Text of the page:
New Delhi: In a breather for union Law Minister D.V. Sadananda Gowda, the Supreme Court on Friday set aside a Karnataka High Court direction to the Bangalore Development Authority to repossess a residential plot allotted to him.
An apex court bench of Justice Madan B. Lokur and Justice S.A. Bobde also held that Gowda did not exercise his influence as Karnataka`s deputy leader of opposition and later as chief minister to arm-twist the Bangalore Development Authority (BDA) or Bruhat Bangalore Mahanagara Palike (BBMP) to decide in his favour.
The court rejected the contention that Gowda being an influential politician, and also the chief minister at the relevant point of time, could have made it impossible for any of the statutory authorities to come to any conclusion adverse to his interest despite an ex facie and egregious violation of lease agreement sanction building plan.
"It is difficult to accept such a blanket and free-wheeling submission, particularly in the absence of any material on record," the court said.
"This is not to say that in no circumstance can a statutory body not be influenced by a politician who has considerable clout. A lot depends on the facts of each case and the surrounding circumstances," the court said.
Having said so, the court pointed out: "Insofar as the present case is concerned, in spite of the clout that Gowda may have wielded in Karnataka, his actions relating to the construction of the building on his plot of land do not suggest any abuse...", said Justice Lokur while pronouncing the judgment.
"It is difficult to assume... that Gowda exercised his influence as the chief minister of Karnataka to arm-twist the BBMP since the inspection report was not entirely in his favour," the judgment said.
Allowing appeals against the high court order by Gowda and former state civil supplies minister D.N. Jeevaraj that had held that construction at the plot was in violation of the terms and conditions of the lease agreement, the court said the high court order was not sustainable in law.
"... Whichever way the decision of the high court is looked at, in our opinion, the conclusions arrived at and the directions given are not sustainable in law and are set aside", said the court as it allowed the appeals by Gowda and Jeevaraj.
"In our opinion, the high court was in error in coming to the conclusion that the buildings constructed on the two plots were not in accordance with the sanctioned plan," Justice Lokur said.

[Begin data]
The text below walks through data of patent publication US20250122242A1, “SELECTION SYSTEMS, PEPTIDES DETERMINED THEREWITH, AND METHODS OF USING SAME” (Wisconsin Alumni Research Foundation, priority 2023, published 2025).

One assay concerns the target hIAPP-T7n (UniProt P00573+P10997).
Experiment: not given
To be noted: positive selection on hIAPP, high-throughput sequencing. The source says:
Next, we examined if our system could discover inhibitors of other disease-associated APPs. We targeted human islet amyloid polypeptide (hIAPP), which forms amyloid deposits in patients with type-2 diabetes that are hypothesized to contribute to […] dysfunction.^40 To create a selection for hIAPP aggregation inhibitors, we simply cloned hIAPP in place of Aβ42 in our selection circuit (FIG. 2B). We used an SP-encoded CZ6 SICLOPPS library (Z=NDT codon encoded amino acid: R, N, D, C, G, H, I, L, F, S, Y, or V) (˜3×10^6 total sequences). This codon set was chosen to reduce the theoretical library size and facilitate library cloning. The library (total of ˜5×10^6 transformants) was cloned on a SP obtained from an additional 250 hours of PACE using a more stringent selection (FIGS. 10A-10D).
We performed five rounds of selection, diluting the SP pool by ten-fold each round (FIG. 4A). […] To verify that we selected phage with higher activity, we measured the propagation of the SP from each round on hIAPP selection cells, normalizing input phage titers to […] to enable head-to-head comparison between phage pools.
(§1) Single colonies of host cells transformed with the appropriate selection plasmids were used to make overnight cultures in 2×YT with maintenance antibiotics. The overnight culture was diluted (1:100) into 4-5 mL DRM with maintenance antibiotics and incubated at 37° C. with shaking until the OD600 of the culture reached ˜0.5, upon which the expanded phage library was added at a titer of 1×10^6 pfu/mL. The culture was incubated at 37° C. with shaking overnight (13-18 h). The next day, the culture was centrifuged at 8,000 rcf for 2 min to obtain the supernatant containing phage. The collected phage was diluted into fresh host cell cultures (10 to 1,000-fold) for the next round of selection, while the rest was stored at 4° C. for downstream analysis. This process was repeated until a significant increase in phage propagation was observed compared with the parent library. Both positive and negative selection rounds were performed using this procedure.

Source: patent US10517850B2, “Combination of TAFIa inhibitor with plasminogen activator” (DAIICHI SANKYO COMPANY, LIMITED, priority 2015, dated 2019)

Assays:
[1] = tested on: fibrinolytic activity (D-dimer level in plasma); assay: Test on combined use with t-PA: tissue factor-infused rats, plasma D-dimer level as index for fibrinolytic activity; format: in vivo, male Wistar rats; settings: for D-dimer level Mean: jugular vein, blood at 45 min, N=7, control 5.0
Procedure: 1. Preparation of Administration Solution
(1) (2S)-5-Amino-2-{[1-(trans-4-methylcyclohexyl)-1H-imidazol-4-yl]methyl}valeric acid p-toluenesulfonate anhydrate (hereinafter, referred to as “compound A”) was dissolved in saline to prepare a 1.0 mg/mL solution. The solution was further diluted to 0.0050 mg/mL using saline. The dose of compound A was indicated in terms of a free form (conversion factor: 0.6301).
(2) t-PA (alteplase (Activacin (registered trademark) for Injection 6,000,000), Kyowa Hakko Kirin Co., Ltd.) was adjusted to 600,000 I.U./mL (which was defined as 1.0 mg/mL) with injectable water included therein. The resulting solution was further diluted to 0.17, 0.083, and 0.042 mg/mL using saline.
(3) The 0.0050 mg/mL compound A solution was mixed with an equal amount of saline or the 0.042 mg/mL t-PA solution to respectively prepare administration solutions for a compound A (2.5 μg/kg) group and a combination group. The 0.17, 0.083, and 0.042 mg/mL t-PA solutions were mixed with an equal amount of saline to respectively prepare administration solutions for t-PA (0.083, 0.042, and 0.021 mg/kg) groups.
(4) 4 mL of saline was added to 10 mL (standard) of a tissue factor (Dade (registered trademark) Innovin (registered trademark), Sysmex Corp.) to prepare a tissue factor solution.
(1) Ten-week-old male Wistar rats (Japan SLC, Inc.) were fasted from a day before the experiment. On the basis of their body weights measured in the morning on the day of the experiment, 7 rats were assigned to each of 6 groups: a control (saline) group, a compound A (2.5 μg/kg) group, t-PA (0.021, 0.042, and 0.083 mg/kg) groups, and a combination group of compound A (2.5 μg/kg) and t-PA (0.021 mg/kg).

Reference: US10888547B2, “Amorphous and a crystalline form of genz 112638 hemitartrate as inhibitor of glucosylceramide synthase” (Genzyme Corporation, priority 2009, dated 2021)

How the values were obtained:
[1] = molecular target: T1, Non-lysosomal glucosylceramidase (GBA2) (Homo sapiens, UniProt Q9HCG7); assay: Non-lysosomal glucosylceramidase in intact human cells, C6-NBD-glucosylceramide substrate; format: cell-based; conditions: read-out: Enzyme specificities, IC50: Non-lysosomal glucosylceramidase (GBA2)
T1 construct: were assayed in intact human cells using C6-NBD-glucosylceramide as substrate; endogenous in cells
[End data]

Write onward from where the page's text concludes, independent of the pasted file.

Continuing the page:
"The buildings were and are still under construction and it is too early to say that there has been a violation of the sanctioned plan," the court said pointing out that no doubt there were some deviations as flagged by the BBMP but that could be "certainly be attended to by Gowda and Jeevaraj on the one hand and the BBMP on the other".
"The mere existence of some deviations in the buildings," the court said. "Does not lead to any definite conclusion that there is either a breach or a violation of condition of the lease-cum-sale agreement" that permits construction of dwelling units for human habitation only or the "building plan sanctioned by the BBMP".
Addressing the submission that Gowda being an influential politician could have influenced the decision of statutory authorities, the court said: "... it may be recalled that even when Gowda applied for amalgamation of his plot with that of Jeevaraj, he was an influential politician in Karnataka being the deputy leader of the opposition" yet Bangalore Development Authority rejected the request of amalgamating his plot with that Jeevaraj`s plot.
Citing another instance, the court said even when Gowda was Karnataka chief minister, BBMP carried out inspection of the construction at his plot and found some deviation from sanctioned building plan. BBMP then told the high court that "an occupancy certificate would be issued only after the BBMP is satisfied that the construction is in accordance with law".
The court said this while answering in negative the questions whether Gowda and Jeevaraj have per se violated the terms of the lease-cum-sale agreement that they have individually entered into with the Bangalore Development Authority by constructing a multi-storeyed residential building on the plots allotted to them.
The alternative question, addressed by the court was "whether the construction made by them is contrary to the plan sanctioned by the Bruhat Bangalore Mahanagara Palike and thereby violated the lease-cum-sale agreement with the BDA".
"In our opinion, both the questions are required to be answered in the negative. There has been no violation of the lease-cum-sale agreement or the sanction plan for construction such as to violate the lease-cum-sale agreement with the BDA," the bench said in its judgment.